‘Curb’ your Enthusiasm: Parking Behavior during the Delta Outbreak in Australia
Hello, from one of the most locked down nations in the world! Now that we have hit our vaccination targets, I am excited to be heading back to the U.S. in the new year and will appreciate the freedom to travel again.
As COVID-19 drove Australians in and out of lockdown, the impact on parking and curb use showed some interesting insights.
Spot compared customer usage of Spot Parking Finder for three of our Australian cities before and during the Delta outbreak lockdown: namely the Northern Beaches, Parramatta and City of Sydney.
Comparing data two weeks before and during the Sydney Delta lockdown, shows there was a 52 percent decrease in people looking for parking in Parramatta, a 39 percent decrease in the Northern Beaches and a whopping 61 percent decrease in Sydney center.
Spot also tracks occupancy in off-street car parks. In a comparison of the occupancy preceding the Delta outbreak, compared to mid lockdown, we saw up to 90 percent decreases in occupancy in Parramatta. Conversely, in car parks with high residential use, such as Pacific Waves in Manly, demand has increased due to workers staying at home.
And the story was similar at the public transport car parks where occupancy is less than a quarter of what it was pre-Delta. This data aligns with the indicators from Google’s mobility data which shows public transport usage was a whopping 60 percent down from the baseline.
The pandemic has shown that the use of the curb and parking is really important in driving mobility strategies.During the first Sydney lockdown, Spot worked with clients to map and communicate areas of the curb that had been changed to enable curbside pick-up of essentials instead of paid parking.
Then, during the period of recovery pre-Delta, Spot communicated offers of free parking in some of the city’s off-street garages to encourage dining, as well as highlighting local businesses.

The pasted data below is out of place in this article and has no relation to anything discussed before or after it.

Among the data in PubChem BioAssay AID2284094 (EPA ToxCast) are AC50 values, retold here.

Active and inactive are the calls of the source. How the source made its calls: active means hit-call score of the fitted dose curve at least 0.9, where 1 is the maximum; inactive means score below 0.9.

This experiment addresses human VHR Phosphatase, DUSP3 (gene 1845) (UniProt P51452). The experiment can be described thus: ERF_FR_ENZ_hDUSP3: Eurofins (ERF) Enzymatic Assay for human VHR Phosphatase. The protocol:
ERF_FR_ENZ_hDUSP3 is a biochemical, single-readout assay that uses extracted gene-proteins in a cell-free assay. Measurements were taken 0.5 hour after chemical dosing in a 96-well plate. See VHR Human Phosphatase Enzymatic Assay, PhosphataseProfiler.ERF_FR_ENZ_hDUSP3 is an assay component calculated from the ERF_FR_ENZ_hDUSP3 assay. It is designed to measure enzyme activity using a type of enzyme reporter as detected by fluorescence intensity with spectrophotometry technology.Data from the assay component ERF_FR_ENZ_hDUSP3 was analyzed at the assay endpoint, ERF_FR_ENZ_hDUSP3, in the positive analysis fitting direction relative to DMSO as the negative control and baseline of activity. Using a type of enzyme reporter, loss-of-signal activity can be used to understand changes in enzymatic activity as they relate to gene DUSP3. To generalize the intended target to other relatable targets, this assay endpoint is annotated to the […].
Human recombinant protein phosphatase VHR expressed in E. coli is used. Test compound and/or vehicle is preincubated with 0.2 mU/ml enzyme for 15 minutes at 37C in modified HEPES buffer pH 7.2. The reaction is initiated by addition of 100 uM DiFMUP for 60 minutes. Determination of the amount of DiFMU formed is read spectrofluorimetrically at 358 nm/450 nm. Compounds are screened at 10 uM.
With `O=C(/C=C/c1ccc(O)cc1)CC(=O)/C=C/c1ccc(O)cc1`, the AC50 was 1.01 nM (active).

During the recent Delta outbreak lockdown, the platform was updated to advise on and off-street changes aimed to facilitate takeaway services and support local businesses. For instance, moving permanent parkers to other multi-level garages and adjusting parking rates to accommodate more short term parkers.
In Manly (a popular beachside suburb in Australia), beachfront parking was limited to one hour to reduce the risk of people gathering, especially at pinch points along the walkways in the heightened COVID-19 environment.
They also rolled out ten-minute parking across commercial areas to support food delivery services with high turnover parking.
As we’ve seen around the world, the transition and recovery phases of COVID-19 will involve the continuation of some social distancing measures. On one hand, on and off-street car parking are higher in demand as people continue to eschew public transport. However, on-street parking will need to cater more for pickup and drop off areas and more urban freight deliveries as our appetite for shopping online has grown, and so too outdoor dining and recreation zones.
Cities around the world are increasingly looking at their curbside assets as not just “parking revenue” opportunities, but smart mobility and place opportunities.
Creative adaptation to provide more outdoor dining and recreation areas, more temporary pick up and drop off zones, more electric and connected vehicles, and more bike and scooter parking will be required as we work towards recovery.
Elizabeth Zealand is CEO of Spot Parking. She can be reached at firstname.lastname@example.org